We provide a single point of contact for newspapers and media outlets to get a counter-position and hopefully help prevent our digital and online rights from being further eroded. It is 100% started, managed and financed by its members, so your support would really count. A fiver a month for a full membership, or less for students, etc.
Posted: Tue, 24th Nov 2009, 6:21pm

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Simon K Jones

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I signed up today.

Having Neil Gaiman, Cory Doctorow and Tom Watson on board was almost enough to convince me, but once I found out that pdrg was involved as well..... wink
Posted: Tue, 24th Nov 2009, 6:41pm

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pdrg

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^^ arf! Cheers for classing me alongside Cory Doctorow et. al., I remember seeing Cory back at the NTK NotCon'04, he was a very credible speaker back then, and was supporting the EFF. Simon, I'm very pleased you've signed up, it shows a certain amount of class biggrin
Posted: Tue, 24th Nov 2009, 9:40pm

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TheOutlawAmbulance

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I understand this is effective in the UK but is the US also passing this law?
Posted: Tue, 24th Nov 2009, 10:45pm

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Aculag

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Storm Grenade wrote:

I understand this is effective in the UK but is the US also passing this law?
No. The US and the UK have different governments and different laws. There are lawmakers in the US, however, who have similar agendas, but it'll be a while before anything happens. Same with the UK. This law isn't being "passed", so much as it's being "shopped around".

No need to delete all your pirated software and movies and games just yet, Storm Grenade. wink
Posted: Tue, 24th Nov 2009, 10:57pm

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TheOutlawAmbulance

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Aculag wrote:

No need to delete all your pirated software and movies and games just yet, Storm Grenade. wink
Shheewww! I was getting worried! wink Just kidding. Not even sure how to pirate a game or movie but if someone wanted to...teach...me..... eek
Posted: Wed, 25th Nov 2009, 1:01am

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Atom

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Tarn wrote:

What these content companies should be doing is showing people why their paid-for service is worth using, rather than maniacally pursuing the pirates at all costs. They need to try new things, like Spotify and iTunes.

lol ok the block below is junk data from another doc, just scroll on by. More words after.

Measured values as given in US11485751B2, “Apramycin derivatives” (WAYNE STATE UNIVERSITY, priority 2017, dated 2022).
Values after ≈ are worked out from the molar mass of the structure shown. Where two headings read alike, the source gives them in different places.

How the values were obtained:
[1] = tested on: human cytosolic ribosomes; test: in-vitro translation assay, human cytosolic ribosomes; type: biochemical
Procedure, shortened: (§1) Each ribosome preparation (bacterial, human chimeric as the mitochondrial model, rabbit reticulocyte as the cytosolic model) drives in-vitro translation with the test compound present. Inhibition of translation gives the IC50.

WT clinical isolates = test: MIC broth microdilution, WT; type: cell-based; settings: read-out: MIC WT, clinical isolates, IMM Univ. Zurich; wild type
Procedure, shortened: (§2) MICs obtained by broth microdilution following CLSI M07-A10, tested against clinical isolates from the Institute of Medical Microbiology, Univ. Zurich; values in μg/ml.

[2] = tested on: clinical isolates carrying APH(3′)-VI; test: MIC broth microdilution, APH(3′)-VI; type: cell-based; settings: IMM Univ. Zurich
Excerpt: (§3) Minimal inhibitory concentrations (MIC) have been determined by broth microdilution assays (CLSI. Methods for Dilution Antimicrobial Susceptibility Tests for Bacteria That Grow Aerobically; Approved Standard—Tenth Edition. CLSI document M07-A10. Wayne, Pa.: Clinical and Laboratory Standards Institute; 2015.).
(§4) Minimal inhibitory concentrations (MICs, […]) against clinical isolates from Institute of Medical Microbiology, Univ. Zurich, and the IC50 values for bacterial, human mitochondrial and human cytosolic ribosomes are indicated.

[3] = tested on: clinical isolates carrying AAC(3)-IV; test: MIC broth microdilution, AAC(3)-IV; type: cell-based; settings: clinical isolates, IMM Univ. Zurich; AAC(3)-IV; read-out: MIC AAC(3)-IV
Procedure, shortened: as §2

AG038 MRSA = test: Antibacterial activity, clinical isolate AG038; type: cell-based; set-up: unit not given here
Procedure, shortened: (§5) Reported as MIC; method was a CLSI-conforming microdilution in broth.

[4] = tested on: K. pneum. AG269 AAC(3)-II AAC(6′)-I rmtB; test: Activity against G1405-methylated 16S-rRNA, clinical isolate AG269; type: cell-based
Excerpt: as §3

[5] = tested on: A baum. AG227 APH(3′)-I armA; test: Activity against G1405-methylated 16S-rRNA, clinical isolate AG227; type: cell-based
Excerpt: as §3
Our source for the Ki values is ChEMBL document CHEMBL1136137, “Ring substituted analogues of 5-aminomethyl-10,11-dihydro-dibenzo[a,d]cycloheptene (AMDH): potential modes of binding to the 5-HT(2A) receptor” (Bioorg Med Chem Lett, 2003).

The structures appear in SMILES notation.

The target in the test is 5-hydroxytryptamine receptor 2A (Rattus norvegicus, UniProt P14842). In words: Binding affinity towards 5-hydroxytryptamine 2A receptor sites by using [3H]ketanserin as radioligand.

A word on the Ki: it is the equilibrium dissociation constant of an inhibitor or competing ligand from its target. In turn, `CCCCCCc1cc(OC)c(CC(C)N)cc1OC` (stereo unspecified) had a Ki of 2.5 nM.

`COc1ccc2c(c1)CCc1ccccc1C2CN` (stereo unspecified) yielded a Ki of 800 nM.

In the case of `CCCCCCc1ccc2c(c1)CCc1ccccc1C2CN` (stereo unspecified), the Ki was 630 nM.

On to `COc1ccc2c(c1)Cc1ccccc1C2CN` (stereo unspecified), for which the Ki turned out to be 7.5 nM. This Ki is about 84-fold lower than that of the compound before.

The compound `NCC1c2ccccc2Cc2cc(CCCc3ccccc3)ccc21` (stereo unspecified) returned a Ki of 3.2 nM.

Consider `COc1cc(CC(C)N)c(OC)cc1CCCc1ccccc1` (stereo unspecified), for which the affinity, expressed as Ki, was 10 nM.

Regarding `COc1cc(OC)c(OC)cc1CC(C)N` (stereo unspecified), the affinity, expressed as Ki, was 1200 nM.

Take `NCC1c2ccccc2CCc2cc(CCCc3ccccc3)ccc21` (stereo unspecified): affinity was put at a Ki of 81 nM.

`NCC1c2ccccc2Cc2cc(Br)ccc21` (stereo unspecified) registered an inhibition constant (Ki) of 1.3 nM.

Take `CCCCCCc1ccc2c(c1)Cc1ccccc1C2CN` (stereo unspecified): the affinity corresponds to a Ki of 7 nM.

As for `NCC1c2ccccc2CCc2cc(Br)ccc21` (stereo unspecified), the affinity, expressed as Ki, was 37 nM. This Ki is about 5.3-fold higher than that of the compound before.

Hrrrmmmm, not entirely sure I agree on that point, and it's a very curious debate we often have in my Digtal Media on the Internet course this semester- I'd say while new things need to be tried and obviously privacy and rights shouldn't be breached- we can't really get upset over someone looking out for their product and making sure it isn't getting stolen.

It may be somewhat maniacal, but it's the same premise as a j-walking ticket. Yeah, it sucks and doesn't happen that often to that many people, so when you get it you're inclined to be angry, but at all of it you really were knowingly breaking the law from the get-go in j-walking, and there's no way around that.
Posted: Wed, 25th Nov 2009, 4:11am

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Pooky

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As of right now, the reason companies and organizations (best example being the RIAA) go around destroying people's lives with multi-thousand dollar lawsuits and stupid lobbied censorship laws is that this is simply the most profitable course of action in the short term (more so than trying to find new ways to make money). The fact is that the ship is sinking, and current revenue models will not hold up to piracy which has proved itself unstoppable. Change will be inevitable at some point, so they're just trying to make as much money as they can while they can. It's a short-term thing, because they know they won't stay head of their industry forever.

Although that applies more to the music industry than the software and filmmaking one, because that industry's business model is totally doomed whereas software and movies still hold a chance.
Posted: Wed, 25th Nov 2009, 9:35am

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Simon K Jones

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Aculag wrote:

Storm Grenade wrote:

I understand this is effective in the UK but is the US also passing this law?
No. The US and the UK have different governments and different laws. There are lawmakers in the US, however, who have similar agendas, but it'll be a while before anything happens. Same with the UK. This law isn't being "passed", so much as it's being "shopped around".
Unfortunately, here in the UK it's on the fast track, hence all the campaigning now to try to get the word out about it. They're trying to slip it in under the pretence of it being the 'Digital Economy Bill', and are relying on the "well, if you don't do anything bad you've got nothing to fear" attitude stopping people from noticing the nasty precedent it's setting.

Atom wrote:

Hrrrmmmm, not entirely sure I agree on that point, and it's a very curious debate we often have in my Digtal Media on the Internet course this semester- I'd say while new things need to be tried and obviously privacy and rights shouldn't be breached- we can't really get upset over someone looking out for their product and making sure it isn't getting stolen.